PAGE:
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Victims to recoup half their Ponzi losses

William Parente, faced with a crumbling financial world,

William Parente, faced with a crumbling financial world, killed his entire family and then himself. (Undated file photo) Photo Credit: Handout

Sixty-six people victimized by a Ponzi scheme run by a Garden City man who killed his wife, their two daughters and himself in 2009 will get back about half the money they lost, according to lawyers in the case and a Nassau judge's decision released this week.

Nassau Surrogate's Court Judge Edward McCarty ruled that each of the investors and creditors who lost money to William Parente should be repaid.

Since that amount totals about $15 million, and Parente's estate is worth about $8 million, each investor is expected to get back about half of his or her money, said Mark Brosnan, counsel for the Nassau County public administrator in the case.

"We're very pleased that in this tragic case, we're going to be able to bring some sense of justice to these people, and they will get back some of their life savings," Brosnan said.

Police said Parente, 59, killed his wife, Betty, 58, and their two children, Stephanie, 19, and Catherine, 11, during a visit to the older daughter at Loyola University in Baltimore three years ago Friday.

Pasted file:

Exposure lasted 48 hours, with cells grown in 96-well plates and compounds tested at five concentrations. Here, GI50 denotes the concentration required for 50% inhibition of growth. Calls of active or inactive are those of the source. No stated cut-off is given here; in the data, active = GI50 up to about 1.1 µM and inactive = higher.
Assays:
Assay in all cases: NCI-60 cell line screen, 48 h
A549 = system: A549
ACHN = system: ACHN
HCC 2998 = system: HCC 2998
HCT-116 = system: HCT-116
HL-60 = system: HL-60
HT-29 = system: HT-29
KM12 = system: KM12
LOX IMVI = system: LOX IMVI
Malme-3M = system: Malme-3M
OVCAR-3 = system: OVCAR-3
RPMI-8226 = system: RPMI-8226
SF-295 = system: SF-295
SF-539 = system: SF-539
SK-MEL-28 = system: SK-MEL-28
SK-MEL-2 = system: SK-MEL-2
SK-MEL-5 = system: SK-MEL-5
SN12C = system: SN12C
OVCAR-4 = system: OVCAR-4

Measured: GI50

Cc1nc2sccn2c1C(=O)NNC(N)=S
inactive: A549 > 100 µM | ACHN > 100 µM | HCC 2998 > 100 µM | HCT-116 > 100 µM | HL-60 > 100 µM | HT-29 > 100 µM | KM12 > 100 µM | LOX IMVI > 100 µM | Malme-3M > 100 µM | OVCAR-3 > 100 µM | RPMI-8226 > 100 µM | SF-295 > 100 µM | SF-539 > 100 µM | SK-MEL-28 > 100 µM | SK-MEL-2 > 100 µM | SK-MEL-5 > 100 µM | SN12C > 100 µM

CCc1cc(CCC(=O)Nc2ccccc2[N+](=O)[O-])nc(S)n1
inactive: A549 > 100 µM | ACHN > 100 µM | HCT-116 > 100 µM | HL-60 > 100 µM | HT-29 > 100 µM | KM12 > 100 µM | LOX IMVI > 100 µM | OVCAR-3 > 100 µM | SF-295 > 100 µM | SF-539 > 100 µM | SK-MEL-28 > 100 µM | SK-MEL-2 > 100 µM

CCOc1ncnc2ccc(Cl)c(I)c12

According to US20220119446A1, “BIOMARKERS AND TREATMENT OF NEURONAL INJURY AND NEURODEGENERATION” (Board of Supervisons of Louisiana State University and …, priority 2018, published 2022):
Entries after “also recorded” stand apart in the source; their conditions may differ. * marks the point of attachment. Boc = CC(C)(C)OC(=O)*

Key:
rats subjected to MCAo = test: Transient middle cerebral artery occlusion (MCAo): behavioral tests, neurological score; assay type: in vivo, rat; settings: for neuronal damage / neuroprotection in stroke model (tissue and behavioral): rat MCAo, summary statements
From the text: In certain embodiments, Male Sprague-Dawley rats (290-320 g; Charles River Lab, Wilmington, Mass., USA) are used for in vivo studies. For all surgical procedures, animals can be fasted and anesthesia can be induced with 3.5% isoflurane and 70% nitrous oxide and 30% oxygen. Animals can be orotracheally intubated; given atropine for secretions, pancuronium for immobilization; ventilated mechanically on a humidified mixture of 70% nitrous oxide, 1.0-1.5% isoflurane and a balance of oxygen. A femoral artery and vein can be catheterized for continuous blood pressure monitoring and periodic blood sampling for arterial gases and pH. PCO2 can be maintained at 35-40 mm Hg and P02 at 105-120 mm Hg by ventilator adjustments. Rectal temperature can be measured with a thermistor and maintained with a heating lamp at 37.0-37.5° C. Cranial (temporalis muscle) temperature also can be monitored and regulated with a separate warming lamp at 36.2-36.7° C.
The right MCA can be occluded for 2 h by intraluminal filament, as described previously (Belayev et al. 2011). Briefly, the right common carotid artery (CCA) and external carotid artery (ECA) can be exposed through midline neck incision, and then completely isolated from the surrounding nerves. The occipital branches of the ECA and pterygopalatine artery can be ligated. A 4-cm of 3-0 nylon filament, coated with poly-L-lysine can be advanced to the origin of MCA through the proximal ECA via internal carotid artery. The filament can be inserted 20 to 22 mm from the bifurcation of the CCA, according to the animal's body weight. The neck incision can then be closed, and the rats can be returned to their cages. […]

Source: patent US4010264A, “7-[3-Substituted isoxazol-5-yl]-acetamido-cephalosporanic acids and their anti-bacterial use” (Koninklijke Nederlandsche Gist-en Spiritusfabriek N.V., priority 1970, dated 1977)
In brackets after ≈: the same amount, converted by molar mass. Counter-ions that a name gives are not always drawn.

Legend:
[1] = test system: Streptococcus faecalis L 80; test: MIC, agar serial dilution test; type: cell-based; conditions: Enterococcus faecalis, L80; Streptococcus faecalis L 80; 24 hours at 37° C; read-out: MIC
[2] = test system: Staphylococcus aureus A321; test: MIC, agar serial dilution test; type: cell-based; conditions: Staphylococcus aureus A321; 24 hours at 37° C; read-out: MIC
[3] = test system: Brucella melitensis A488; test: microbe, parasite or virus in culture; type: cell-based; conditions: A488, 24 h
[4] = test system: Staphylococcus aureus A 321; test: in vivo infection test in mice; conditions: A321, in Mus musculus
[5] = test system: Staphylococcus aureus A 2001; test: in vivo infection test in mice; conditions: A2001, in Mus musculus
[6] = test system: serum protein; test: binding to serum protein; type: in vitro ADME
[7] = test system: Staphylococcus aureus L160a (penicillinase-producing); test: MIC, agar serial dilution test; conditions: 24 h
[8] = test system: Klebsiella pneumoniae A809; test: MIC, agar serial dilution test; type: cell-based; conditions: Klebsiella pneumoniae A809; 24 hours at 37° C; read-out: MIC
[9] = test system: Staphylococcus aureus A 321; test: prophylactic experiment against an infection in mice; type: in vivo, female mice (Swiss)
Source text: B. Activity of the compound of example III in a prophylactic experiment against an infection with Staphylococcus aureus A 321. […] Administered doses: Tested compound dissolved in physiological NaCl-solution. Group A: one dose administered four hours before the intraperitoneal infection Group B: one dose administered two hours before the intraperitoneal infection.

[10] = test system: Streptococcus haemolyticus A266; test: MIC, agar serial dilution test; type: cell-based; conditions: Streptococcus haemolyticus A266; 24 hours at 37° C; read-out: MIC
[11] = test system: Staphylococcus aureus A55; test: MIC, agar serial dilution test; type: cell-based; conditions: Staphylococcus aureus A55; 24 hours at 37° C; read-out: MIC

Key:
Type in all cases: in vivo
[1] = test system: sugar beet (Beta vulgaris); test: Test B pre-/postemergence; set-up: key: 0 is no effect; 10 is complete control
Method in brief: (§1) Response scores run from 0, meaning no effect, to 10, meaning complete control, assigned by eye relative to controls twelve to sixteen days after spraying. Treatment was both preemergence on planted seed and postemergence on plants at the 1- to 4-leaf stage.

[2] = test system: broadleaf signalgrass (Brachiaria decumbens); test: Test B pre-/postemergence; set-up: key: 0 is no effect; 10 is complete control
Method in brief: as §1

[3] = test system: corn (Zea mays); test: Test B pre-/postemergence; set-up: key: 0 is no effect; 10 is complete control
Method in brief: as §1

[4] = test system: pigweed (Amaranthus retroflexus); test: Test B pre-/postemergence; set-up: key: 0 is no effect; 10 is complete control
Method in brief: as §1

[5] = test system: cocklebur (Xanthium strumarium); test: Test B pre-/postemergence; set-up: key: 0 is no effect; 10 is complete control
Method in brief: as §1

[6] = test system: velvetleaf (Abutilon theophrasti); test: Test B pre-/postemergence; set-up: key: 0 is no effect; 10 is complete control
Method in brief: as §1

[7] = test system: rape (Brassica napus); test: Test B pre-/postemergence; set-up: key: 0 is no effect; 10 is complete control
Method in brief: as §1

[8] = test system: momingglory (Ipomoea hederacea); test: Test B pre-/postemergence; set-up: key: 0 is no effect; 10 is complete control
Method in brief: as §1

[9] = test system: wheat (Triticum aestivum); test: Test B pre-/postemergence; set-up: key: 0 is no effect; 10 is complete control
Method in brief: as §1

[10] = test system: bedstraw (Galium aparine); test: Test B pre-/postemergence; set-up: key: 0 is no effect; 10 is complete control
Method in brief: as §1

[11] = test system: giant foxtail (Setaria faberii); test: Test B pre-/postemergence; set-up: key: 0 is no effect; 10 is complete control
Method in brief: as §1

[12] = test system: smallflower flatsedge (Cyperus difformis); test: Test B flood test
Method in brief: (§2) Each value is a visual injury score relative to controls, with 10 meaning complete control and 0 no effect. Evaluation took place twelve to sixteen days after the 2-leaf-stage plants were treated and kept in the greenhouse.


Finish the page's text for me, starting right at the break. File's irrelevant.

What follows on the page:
Parente laid their bodies together on a hotel room bed and then stabbed himself in the neck with a knife and bled to death, authorities said.

After the deaths, an FBI probe found that Parente, a Garden City estate and tax attorney, had been running a $35 million Ponzi scheme, telling dozens of investors that he put together high-interest loans for construction projects, according to investors and law enforcement officials. For years, investors got returns of 12 percent to 15 percent in quarterly checks, they said.

When he died, Parente had less than $5,000 in the bank, officials said. But he had numerous life insurance policies totaling about $8 million, including a single policy worth about $5 million, said Annabel Bazante, another lawyer handling the case for the public administrator.

The family's three homes, in Garden City, Westhampton and Brooklyn, went to Betty Parente's sister, who died several months after the tragedy, lawyers said. They now belong to the sister's husband and two children.

Uniondale attorney Albert Petraglia, who represents two couples who lost their savings in the scheme, said the case was resolved as fairly as it could be.

Petraglia said his clients were close friends of the Parentes. "They were almost like family, so it came as a shock to them when they realized what happened," he said.

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